These tools would both enhance efficiencies while enabling producers to elevate the quality and consistency of their products, added the company’s Simon Drake, EVP, data science solutions.
Another solution coming from the US is SPX Flow’s Anhydro SmartDry System, which utilizes precision control and automation to improve consistency and control over spray-drying systems and product quality. The technology – which is a small form-factor system that packs a quad-core processor – can provide moisture control optimization for the dryer chamber and multiple fluid beds in order to eliminate moisture variability from production. The system can automatically adjust its settings to maintain production requirements, says the company, and can be set up in several days.
And more work is being done globally.
In the UK alone, funding projects initiated by state agency Innovate UK is allocating £100m/$126.9m to invest in AI innovation in key sectors including agriculture. One of the projects funded through the program was a feasibility study led by environmental control company Galebreaker Ltd alongside IoT specialists Smartbell, which is assessing how dairy cow behavior can be used to optimize barn environment and improve herd productivity and welfare. Another project led by machine learning specialist digiLab is helping farmers to identify and verify carbon capture.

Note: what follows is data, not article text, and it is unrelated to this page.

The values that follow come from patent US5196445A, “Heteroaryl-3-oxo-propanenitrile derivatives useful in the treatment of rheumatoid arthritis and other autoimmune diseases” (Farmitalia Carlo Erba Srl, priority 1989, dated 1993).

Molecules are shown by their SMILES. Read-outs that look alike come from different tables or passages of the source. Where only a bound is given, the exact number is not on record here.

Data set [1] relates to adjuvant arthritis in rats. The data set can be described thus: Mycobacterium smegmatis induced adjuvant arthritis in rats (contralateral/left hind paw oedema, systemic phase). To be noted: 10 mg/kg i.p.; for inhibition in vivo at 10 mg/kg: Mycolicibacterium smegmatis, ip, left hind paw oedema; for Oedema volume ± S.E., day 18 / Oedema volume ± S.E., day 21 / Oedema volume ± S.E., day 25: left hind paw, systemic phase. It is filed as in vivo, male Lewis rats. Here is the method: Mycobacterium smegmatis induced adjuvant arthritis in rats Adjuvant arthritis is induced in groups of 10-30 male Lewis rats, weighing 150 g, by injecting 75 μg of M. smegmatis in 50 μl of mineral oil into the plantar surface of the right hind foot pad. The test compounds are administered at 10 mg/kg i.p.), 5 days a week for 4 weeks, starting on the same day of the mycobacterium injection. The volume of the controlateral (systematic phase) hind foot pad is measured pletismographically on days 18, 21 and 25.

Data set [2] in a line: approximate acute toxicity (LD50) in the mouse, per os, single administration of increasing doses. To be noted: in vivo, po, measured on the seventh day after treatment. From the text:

What’s next for automation in dairy? ChatGPT (probably) has the answer
Aside from machine-learning and automation solutions, the next wave of technology is likely to leverage generative AI.
One of the early examples of a ‘virtual assistant for dairy farmers’ was a project launched by Dutch tech company Connecterra.
The project, which set out to create Ida, an AI-powered assistant for dairy farmers - received in excess of €2.4m/$2.6m in funding including €1.6m/$1.7m from the EU’s Horizon 2020 program. Connecterra went on to develop Ida into a tool that can monitor and compare cow behavior and farm performance against the most efficient farms globally, helping farmers improve their environmental performance. The company has since entered a strategic partnership with livestock management solutions firm Datamars, which has acquired Ida, though Connecterra continues to develop AI-powered solutions for farmers.
According to the Dutch company’s CEO Yasir Khokhar, generative AI powered by large language models (LLMs) has the potential to be an even bigger game-changer for dairy than straight-up machine learning.
“While current language models are trained on human communication, it is also possible to train them on specific knowledge, such as dairy farming,” he explained. The current wave of LLMs are generalists. Their underlying training is based on human communication, text and visual data scraped from the internet. However, it is possible to train these LLMs with specific knowledge leading to the creation of a dairy-trained AI model that can help make complex decisions.
“It is our belief that almost every aspect of the dairy industry will have an AI-driven use case.”
Know about any exciting AI technology developments or feasibility projects related to dairy production or farming? We’d like to hear from you – please get in touch with the editor with a brief summary of what the project is about, who is behind it, and what are the intended outcomes.
Invited Review: Examples and opportunities for artificial intelligence (AI) in dairy farms
Authors: De Vries, A., Bliznyuk, N., Pinedo, P.
Published: Applied Animal Science 39:14-22, 2023